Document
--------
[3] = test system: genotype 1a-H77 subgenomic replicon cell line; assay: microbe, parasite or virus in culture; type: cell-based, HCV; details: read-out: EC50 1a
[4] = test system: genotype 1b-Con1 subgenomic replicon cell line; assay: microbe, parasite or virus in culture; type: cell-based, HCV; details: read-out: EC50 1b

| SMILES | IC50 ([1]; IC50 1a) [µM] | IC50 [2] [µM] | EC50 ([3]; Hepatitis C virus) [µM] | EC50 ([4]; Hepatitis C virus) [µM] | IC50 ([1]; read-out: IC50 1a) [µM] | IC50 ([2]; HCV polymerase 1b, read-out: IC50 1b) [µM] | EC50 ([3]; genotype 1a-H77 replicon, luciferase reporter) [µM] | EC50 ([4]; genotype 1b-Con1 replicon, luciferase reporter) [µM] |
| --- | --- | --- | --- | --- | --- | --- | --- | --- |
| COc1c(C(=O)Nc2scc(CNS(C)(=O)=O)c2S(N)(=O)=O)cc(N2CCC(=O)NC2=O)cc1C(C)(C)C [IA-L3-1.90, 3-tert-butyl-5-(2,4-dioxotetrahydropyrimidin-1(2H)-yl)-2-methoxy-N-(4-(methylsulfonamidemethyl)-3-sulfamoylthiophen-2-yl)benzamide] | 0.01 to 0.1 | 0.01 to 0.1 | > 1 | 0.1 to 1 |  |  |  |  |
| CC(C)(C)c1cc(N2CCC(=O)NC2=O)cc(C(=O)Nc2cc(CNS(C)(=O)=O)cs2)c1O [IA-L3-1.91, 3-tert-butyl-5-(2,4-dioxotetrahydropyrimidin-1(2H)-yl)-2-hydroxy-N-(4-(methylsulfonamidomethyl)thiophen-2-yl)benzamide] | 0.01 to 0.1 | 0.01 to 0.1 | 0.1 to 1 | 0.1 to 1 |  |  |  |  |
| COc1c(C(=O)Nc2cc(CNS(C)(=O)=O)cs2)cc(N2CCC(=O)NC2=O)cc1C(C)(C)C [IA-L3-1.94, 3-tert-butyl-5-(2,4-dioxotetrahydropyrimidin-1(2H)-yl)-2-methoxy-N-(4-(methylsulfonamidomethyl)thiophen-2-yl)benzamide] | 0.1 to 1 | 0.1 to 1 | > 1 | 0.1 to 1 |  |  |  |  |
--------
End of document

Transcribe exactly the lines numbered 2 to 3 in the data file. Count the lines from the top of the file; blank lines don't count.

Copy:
[4] = test system: genotype 1b-Con1 subgenomic replicon cell line; assay: microbe, parasite or virus in culture; type: cell-based, HCV; details: read-out: EC50 1b

| SMILES | IC50 ([1]; IC50 1a) [µM] | IC50 [2] [µM] | EC50 ([3]; Hepatitis C virus) [µM] | EC50 ([4]; Hepatitis C virus) [µM] | IC50 ([1]; read-out: IC50 1a) [µM] | IC50 ([2]; HCV polymerase 1b, read-out: IC50 1b) [µM] | EC50 ([3]; genotype 1a-H77 replicon, luciferase reporter) [µM] | EC50 ([4]; genotype 1b-Con1 replicon, luciferase reporter) [µM] |